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Reply #8 on: April 21, 2020, 01:30:52 am
Probably mentioned in service manual, but be sure to loosen the fork tube caps first.


gizzo

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Reply #9 on: April 21, 2020, 02:26:19 am
I've got a copy of the service manual for the Continental GT. I've been a forklift mechanic for the past 12 years. But have never remove the forks from a motorcycle.

I know from experience working on equipment that is built in other countries and trying to use the dodgy service manual. Is the Continental GT manual spot on when it comes to removing and replacing the fork oil or should I be looking for a second opinion?

Better yet, is there a link to a video that shows how to change the fork oil from start to finish? I have done a quick search on YouTube and found a few videos but nothing for the Continental GT.

You could try using the search function. There's been plenty of discussion about fork oil on this forum, including some input from your good self where you sounded like you were speaking from experience. Maybe you were talking about forklift forks though?  ;)
https://forum.classicmotorworks.com/index.php?topic=26017.msg299847#msg299847

Seriously it's not a hard job even for a forklift mechanic.
simon from south Australia
Continental GT
Pantah
Monster
DR250
DRZ400SM


Farmer_John

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Reply #10 on: April 23, 2020, 11:58:11 pm
You could try using the search function. There's been plenty of discussion about fork oil on this forum, including some input from your good self where you sounded like you were speaking from experience. Maybe you were talking about forklift forks though?  ;)
https://forum.classicmotorworks.com/index.php?topic=26017.msg299847#msg299847

Seriously it's not a hard job even for a forklift mechanic.

Gizzo, some things never change. It’s almost like I never took a break.
"It's not what you know, it's how well you reference what you don't"

"Ain't no hill too high for a mountain climber"

Words to succeed by...


gizzo

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Reply #11 on: April 24, 2020, 04:36:27 am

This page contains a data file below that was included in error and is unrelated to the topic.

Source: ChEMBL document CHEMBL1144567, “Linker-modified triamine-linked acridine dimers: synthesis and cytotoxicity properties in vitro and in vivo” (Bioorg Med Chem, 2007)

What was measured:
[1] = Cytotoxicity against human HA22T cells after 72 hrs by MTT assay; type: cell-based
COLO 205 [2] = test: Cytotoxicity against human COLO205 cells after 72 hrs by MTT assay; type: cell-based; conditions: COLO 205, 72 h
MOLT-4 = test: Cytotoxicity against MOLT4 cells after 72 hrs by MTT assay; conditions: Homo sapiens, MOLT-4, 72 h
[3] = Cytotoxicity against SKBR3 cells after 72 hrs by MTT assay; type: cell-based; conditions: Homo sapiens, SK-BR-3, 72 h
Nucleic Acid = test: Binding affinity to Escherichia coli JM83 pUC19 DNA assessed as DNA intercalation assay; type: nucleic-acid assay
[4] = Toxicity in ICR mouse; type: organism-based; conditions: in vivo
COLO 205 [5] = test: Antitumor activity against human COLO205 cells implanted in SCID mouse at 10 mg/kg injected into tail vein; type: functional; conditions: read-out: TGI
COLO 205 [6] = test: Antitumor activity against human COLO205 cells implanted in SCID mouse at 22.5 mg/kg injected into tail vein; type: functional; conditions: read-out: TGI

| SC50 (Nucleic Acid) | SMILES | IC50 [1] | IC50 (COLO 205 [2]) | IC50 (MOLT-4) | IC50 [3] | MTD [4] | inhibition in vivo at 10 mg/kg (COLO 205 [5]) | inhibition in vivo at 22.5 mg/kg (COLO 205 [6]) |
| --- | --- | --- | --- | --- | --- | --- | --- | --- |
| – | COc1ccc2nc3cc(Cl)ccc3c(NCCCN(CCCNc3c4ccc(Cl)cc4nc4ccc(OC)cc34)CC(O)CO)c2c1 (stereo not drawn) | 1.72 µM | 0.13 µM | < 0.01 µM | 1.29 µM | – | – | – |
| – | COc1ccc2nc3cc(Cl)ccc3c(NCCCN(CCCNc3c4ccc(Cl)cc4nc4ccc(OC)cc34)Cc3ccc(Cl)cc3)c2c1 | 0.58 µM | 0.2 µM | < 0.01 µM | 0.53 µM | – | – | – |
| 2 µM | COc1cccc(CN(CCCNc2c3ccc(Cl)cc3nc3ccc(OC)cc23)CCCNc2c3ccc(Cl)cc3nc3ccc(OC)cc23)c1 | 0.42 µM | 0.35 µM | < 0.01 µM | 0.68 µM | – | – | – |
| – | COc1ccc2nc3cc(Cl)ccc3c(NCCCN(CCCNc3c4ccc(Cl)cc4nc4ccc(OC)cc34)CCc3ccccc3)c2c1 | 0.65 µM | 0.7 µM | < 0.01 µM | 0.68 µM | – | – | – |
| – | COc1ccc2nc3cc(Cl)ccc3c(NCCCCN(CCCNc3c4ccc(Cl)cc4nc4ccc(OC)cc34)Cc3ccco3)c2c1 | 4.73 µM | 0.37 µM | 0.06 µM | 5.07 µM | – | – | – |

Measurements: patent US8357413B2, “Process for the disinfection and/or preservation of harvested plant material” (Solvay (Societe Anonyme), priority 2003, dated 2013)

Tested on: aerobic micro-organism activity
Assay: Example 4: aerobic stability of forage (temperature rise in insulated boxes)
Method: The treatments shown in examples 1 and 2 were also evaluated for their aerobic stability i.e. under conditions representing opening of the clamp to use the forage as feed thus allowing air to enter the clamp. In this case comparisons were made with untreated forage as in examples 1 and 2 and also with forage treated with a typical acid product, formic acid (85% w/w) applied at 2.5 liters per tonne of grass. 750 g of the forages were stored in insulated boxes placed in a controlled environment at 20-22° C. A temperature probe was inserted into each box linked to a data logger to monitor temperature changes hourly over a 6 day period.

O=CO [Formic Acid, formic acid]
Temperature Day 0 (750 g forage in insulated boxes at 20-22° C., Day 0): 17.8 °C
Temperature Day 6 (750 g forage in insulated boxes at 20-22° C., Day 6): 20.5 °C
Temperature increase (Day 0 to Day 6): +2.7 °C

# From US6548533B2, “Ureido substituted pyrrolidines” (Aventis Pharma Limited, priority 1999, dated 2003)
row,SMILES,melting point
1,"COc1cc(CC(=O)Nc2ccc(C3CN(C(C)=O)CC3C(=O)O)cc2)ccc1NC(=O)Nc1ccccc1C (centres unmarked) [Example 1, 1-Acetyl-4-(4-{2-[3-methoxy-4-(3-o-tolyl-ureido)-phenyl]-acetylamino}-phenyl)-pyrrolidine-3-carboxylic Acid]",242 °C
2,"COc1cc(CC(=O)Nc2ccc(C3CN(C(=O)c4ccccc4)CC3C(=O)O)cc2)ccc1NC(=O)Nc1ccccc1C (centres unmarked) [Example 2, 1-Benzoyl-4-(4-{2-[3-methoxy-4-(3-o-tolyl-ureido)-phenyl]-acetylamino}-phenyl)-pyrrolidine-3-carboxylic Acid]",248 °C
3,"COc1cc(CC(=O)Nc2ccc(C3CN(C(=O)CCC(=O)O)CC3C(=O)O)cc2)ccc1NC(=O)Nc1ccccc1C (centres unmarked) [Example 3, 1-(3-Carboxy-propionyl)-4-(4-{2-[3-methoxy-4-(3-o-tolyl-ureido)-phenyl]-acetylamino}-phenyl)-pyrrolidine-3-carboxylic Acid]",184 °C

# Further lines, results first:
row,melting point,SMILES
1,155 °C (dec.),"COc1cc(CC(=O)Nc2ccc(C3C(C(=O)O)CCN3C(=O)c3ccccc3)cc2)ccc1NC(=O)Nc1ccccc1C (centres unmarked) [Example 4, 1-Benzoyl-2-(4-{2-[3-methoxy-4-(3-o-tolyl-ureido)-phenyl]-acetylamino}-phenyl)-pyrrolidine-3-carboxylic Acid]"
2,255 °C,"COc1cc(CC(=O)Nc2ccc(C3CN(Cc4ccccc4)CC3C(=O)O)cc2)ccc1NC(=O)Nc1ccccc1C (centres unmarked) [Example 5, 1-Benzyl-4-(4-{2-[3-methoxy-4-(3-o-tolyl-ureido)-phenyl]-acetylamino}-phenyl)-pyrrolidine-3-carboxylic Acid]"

Good morning,  FJ. How you been?
simon from south Australia
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Farmer_John

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Reply #12 on: April 24, 2020, 01:11:11 pm
I’m good man. Just tryin to stay sane in a not so sane world.
"It's not what you know, it's how well you reference what you don't"

"Ain't no hill too high for a mountain climber"

Words to succeed by...


JerryGT

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Reply #13 on: April 29, 2020, 01:00:46 pm
I read and hear very often that a SAE 10W fork oil is recommended, when changing the GTs fork oil.
But you should know that a 10W from one manufacturer doesn't even come close to that of another manufacturer.
Important when comparing fork oil is the kinematic viscosity in Centistroke cSt or mm² / s at 40 ° C or 100°F.
If you compare oils under this information, you can see very large differences.

For example:
Castrol Mineral fork oil 10W is indicated with 32 cSt, Castrol Synthetic fork oil 10W with 42 cSt, the latter is almost 10% heavier, despite the same SAE and 42 cSt is also the viscosity of a Liqui Moly Motorbike Fork Oil 15W heavy Synthetic.

You can see that you should not rely on the SAE number, but always look in the data sheet of the respective oil.
By the way, a fork oil with about 22-25 cSt has turned out to be ideal for me.


Jerry
Teaching a pig how to fly is counterproductive and most of the time it results in a pissed-off pig.

Continental GT 535


gizzo

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Reply #14 on: April 29, 2020, 01:13:02 pm
Good info. Thanks for sharing. 8)
simon from south Australia
Continental GT
Pantah
Monster
DR250
DRZ400SM